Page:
Hospitals with the highest proportion of patients with 12 or more lymph nodes examined tended to treat lower-risk patients and have a higher volume of surgery. After adjusting for these factors, the researchers found no statistically significant relationship between the number of lymph nodes examined and patients' survival after surgery.
The idea of examining lymph nodes to estimate survival does make sense, experts say. That's because death is more likely if the cancer spreads beyond the colon, and the route of spread is typically through the lymph nodes.
However, Wong and her colleagues found that hospitals in the study tended to find the same number of lymph nodes positive for cancer, no matter how many nodes they examined.
There are several possible explanations for this seeming paradox, including individual variations in dissection or surgical techniques, Wong said. More studies looking at further clinical details may get an answer, she said.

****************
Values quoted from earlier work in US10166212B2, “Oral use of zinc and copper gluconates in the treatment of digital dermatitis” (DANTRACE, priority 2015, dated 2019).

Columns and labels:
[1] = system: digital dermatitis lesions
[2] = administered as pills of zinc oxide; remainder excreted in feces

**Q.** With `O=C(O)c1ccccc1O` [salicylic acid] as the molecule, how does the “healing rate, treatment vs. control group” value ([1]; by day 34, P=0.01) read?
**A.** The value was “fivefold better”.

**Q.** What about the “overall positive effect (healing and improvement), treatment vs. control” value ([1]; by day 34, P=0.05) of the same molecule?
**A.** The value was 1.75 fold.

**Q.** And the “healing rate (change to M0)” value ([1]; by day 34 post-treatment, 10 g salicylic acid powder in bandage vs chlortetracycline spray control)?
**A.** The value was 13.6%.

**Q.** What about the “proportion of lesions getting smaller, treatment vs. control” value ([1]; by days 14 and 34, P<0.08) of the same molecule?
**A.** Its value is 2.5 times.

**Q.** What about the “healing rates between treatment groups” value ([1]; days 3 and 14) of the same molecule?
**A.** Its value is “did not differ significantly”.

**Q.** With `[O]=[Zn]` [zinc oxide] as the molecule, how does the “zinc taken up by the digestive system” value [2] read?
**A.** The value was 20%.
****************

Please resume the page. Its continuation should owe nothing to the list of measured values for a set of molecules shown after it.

Meanwhile, Wong said, the findings indicated a need to reconsider the 12-node rule, because there is a limit to the resources that can be expended per patient, she said. "If we spend a lot of resources to exact the 12-node exam as the standard of care, we're going to miss the opportunity to improve in other ways," she said.
It would be a mistake to focus entirely on this one indicator of quality, she said.
"Further studies are important, but what we need are better quality indicators," Wong said. She said she had no immediate suggestions about the sort of characteristics that should be examined, except that "we need to look at broader indicators."
For her part, Baxter said that perhaps too much emphasis was being placed on node numbers and diagnoses.
"I don't think setting benchmarks for the number of nodes to be examined will change the outcome for a substantial number of patients," she said. "We should concentrate on th
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